The cruciate ligaments within your knee is made up of, the Anterior cruciate ligament, ACL and the Posterior cruciate ligament PCL. They attach your femur (thigh bone) to your tibia (shin bone), crossing each other in an ‘X’, this is to provide rotational stability and control the forwards and backwards motion of your knee.
Your Anterior cruciate ligament begins from the back of your tibia and attaches diagonally at the front of your femur. The majority of your tissue sits at the back and is designed to prevent any forwards displacement or internal rotation of your tibia.
ACL injury is most common in younger individuals who play sports that involve pivoting, decelerating and jumping. The mechanism of ACL injuries can be categorised further into contact (30% of cases) or non-contact (70% of cases). Non-contact usually involves short quick changes of direction at high speed during sports. The most common being when the foot is planted on the floor and the torso excessively rotates on top of the knee for example.
How do you know you’ve torn your ACL. It's difficult to without an assessment by a medial professional and/or imaging. However, here are some signs and symptoms that can give you a pretty good idea:
Interestingly, not all ACL’s require surgical intervention. Non-operative treatment is preferred. when the individual is older than 35 years old, has little or no anterior tibial subluxation (forward displacement of your shin bone), and is not highly active.
However, In most cases ACL reconstruction is recommended. There are a few ways in which the operation can be done. The most common involving taking a graft from a nearby tissue to rebuild the ACL. These can include: the patellar tendon, the iliotibial tract, the semitendinosus or gracilis tendon.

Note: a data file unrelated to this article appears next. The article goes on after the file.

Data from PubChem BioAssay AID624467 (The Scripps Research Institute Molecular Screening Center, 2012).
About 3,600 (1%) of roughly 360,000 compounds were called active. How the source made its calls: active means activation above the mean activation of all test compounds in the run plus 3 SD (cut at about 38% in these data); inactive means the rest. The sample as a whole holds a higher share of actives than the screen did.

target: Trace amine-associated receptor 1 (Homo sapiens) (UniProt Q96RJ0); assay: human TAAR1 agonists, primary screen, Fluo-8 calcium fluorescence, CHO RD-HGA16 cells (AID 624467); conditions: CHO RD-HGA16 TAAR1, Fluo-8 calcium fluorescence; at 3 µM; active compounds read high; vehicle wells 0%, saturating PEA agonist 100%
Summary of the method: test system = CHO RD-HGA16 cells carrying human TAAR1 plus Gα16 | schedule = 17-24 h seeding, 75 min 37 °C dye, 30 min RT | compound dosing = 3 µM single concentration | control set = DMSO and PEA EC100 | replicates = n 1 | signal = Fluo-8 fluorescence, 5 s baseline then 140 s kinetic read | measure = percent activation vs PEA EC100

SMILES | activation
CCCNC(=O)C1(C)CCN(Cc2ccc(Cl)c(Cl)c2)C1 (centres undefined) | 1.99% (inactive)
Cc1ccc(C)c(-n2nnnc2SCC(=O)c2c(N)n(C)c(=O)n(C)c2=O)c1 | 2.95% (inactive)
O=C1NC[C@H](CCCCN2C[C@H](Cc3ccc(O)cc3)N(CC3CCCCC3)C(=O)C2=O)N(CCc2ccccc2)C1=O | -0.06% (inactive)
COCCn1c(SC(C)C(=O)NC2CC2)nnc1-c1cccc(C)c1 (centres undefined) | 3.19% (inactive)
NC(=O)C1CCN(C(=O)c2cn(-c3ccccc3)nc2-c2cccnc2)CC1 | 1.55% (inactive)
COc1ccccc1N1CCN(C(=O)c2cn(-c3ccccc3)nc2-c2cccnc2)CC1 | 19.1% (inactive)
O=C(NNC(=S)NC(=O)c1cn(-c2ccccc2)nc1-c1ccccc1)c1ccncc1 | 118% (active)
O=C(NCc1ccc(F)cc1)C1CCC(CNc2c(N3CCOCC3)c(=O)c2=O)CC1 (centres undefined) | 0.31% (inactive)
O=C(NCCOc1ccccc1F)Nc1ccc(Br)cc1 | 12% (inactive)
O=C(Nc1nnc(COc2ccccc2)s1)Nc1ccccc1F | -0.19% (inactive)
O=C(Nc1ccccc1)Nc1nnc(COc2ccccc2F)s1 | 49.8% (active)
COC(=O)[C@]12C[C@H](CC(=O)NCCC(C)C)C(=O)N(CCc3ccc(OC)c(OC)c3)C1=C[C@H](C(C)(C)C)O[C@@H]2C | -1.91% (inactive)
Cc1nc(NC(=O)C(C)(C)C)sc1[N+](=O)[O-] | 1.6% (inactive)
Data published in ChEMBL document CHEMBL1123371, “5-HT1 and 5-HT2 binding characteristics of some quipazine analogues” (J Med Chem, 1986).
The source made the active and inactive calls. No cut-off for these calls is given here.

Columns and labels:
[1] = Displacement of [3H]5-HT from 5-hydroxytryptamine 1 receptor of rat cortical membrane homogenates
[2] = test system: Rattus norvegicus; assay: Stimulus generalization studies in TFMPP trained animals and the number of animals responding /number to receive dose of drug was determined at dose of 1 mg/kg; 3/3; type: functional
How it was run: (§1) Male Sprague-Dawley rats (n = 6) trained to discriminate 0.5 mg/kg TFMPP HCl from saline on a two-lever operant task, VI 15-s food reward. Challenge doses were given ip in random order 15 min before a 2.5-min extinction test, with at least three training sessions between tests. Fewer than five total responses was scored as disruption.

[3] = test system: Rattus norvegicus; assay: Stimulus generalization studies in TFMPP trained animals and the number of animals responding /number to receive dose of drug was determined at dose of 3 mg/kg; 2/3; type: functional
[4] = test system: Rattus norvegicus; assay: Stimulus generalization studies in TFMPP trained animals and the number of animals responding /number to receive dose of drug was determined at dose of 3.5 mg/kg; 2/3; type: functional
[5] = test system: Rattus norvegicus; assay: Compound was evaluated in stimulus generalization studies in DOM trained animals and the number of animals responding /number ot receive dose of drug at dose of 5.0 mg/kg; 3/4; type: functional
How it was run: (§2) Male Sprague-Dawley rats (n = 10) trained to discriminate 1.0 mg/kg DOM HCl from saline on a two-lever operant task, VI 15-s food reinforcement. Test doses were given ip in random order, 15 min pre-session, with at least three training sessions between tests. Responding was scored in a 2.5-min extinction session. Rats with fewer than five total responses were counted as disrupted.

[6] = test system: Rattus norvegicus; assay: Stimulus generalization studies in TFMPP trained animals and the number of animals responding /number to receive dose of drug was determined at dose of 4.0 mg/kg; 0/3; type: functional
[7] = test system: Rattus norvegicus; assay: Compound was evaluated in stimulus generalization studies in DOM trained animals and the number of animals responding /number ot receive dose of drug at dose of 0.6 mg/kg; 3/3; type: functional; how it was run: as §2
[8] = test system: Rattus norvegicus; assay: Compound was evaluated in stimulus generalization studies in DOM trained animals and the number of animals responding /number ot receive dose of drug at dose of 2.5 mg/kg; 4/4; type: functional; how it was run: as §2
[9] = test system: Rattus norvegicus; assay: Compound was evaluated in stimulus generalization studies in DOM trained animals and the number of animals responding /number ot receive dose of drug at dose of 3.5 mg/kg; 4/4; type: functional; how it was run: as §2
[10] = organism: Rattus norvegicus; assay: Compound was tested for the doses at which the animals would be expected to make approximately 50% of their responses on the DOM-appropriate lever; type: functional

For the first two weeks following surgery, you will likely be placed in a knee brace that will be locked in place.
How long is a piece of string? Unfortunately, there is no ‘one-size fits all’ protocol when it comes to ACL rehabilitation. There are many variables that should be considered. This means it is important to find a physiotherapist that understands the process of restoring function to your knee, as well as listening to your goals and what is relevant to you. However, if you are aiming to get back to sport, research suggests that a return before 9 months places you at a higher risk of re-injury.
Your early goals of rehab should include:
If returning to sport, your long-term rehab should include:
Nobody wants to be injured, let alone tear their ACL. However, it isn’t the end of the world! Plenty athletes have returned to sport following this type of injury. It is important to find a medical professional that can firstly diagnose and advise your next steps in the niitial stages (whether surgery is required or not). Then find an experienced physiotherapist that understands the rehabilitation process and who can help guide you on your return to sport. Trust and patience in the plan is vital, as an early return to higher level activity can increase the likelihood of re-injury.